MSCI's broadest index of Asia-Pacific shares outside Japan dropped 0.63%, heading back towards 2021 lows set last month, with Chinese blue chips down 0.21%, Australia falling 0.54% and Hong Kong <0.45%> off 0.45%.
Asian shares fell on Thursday while the dollar reached multi-month highs against peers, after minutes from the U.S. central bank’s last meeting showed the increasing prospect of reduced monetary stimulus this year. MSCI’s broadest index of Asia-Pacific shares outside Japan dropped 0.63%, heading back towards 2021 lows set last month, with Chinese blue chips down 0.21%, Australia falling 0.54% and Hong Kong <0.45%> off 0.45%. Japan’s Nikkei dropped 0.37%. Carlos Casanova, senior Asia economist at UBP, said the main drivers for markets this week were weaker economic activity data in China, which had prompted many economists to downgrade forecasts, the situation in Afghanistan and the Fed minutes.
The minutes from the July policy meeting published Wednesday fleshed out the Fed’s thinking on when to taper its monthly bond purchases, and showed officials expected they could ease stimulus this year if the economy continues to improve.
However, officials noted the spread of the COVID-19 Delta variant could temporarily delay the full reopening of the economy and restrain a jobs market that looms large in the Fed’s thinking.”The minutes show a Fed that is pretty split on most things, but recognises that we are getting much closer to the point of tapering,” wrote ING analysts in a note. Focus now shifts to the Fed’s annual research conference in Jackson Hole, Wyoming, next week for any read about the central bank’s next steps.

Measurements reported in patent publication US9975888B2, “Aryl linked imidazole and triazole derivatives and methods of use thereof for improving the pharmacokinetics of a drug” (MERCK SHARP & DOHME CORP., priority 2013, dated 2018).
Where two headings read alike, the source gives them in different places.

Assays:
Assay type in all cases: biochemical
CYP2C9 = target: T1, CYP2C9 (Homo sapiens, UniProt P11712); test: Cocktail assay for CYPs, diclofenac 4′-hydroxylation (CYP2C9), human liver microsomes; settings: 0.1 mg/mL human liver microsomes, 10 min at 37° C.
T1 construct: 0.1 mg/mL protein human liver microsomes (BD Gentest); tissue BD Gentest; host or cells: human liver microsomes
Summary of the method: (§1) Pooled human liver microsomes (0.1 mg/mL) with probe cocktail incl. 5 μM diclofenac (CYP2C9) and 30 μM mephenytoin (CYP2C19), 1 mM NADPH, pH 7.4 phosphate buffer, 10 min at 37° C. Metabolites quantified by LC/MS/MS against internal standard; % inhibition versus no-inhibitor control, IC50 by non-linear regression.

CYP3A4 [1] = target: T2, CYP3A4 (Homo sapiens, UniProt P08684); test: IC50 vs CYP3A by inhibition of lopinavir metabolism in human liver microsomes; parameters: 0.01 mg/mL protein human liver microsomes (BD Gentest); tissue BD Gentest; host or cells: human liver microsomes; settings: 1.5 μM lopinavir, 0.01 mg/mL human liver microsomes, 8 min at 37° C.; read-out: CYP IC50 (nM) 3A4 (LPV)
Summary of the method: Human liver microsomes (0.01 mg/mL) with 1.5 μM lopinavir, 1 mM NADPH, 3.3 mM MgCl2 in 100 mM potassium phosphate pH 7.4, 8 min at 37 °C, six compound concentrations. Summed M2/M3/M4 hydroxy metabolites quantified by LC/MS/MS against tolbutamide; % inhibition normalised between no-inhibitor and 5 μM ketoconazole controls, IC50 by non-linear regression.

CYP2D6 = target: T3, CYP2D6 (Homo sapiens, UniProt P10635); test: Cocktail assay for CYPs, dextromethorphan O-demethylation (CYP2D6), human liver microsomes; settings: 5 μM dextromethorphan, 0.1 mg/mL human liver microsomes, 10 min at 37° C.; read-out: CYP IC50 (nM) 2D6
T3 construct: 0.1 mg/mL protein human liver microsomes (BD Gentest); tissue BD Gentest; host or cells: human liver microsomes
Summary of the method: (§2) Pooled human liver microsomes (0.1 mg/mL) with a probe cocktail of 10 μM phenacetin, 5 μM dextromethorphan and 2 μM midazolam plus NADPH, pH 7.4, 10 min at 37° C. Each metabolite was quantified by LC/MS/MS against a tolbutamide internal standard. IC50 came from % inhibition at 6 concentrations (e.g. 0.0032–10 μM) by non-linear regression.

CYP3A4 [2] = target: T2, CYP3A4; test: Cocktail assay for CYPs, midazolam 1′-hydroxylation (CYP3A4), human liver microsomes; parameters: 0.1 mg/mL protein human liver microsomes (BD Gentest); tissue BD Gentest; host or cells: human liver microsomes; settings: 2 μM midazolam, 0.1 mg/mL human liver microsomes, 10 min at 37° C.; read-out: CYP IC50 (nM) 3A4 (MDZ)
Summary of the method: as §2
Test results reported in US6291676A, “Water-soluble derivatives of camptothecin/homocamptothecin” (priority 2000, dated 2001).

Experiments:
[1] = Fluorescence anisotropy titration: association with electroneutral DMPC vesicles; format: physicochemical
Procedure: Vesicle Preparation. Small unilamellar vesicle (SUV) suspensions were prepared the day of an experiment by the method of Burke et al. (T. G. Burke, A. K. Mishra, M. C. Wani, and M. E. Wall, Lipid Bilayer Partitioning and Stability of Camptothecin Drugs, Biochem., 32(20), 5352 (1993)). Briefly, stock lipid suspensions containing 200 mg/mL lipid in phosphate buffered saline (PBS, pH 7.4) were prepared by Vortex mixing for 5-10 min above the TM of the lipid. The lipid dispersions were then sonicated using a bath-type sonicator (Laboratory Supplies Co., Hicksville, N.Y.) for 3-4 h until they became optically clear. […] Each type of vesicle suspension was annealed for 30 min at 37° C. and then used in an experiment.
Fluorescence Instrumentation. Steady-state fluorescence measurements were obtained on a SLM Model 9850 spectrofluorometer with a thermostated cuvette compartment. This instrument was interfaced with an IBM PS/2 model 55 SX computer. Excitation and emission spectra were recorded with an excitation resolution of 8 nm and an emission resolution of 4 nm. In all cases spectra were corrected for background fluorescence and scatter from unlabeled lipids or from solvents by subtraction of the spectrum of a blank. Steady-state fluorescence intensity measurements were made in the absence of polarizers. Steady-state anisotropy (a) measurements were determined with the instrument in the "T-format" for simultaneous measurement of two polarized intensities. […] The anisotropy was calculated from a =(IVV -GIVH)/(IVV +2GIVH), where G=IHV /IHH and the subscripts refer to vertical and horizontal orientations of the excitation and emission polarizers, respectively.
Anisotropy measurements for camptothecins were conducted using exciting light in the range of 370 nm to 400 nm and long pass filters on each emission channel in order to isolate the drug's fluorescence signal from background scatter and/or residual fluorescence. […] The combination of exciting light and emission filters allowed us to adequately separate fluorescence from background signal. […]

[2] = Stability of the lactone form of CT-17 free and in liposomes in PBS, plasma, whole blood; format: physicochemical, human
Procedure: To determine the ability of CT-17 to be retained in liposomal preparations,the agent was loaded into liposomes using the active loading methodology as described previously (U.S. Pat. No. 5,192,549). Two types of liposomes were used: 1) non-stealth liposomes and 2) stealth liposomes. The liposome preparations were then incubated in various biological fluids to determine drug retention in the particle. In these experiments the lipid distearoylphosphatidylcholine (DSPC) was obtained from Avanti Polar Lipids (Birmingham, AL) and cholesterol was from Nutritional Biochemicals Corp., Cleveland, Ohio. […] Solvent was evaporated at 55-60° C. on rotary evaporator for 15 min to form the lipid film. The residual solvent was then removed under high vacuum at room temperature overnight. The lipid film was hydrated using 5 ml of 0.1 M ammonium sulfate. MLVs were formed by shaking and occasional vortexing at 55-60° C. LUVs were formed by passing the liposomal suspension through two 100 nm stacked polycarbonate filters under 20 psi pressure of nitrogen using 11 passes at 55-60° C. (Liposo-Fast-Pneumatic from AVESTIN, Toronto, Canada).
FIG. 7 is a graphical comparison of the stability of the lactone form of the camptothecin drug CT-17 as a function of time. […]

“We will have more visibility about the outlook for the U.S. 10-year yields from September onwards, there are some upside risks that they could go to 1.6% to 1.8% from the current levels, and for Asia Pacific that means outflows,” said Casanova.U.S. Treasury yields were little changed in Asian trading.
Benchmark 10-year notes were last at 1.2617% having risen to as high as 1.300% before the minutes were disclosed. However, the greenback reacted more strongly with the dollar index, which measures the currency against the euro, yen and four other rivals, climbing to 93.347, its highest since April 1.Gains were particularly strong versus risk-friendly currencies, and the dollar rose to nine-month highs versus the euro and Australian and New Zealand dollars.
Wall Street closed lower after the minutes with the Dow Jones Industrial Average ending the day down 1.07%, while the S&P 500 lost 1.07% and the Nasdaq Composite fell 0.89%.The stronger dollar dragged on gold.
The spot price dropped 0.15%.Oil extended losses into a sixth day on Thursday, hovering near three-month lows. ANZ analysts said rising U.S. inventories had fuelled fears of weaker demand amid a spike in COVID-19 cases worldwide.Brent crude was down 85 cents or 1.3% at $67.38 a barrel, U.S. West Intermediate crude lost 1.4% to $64.53 a barrel.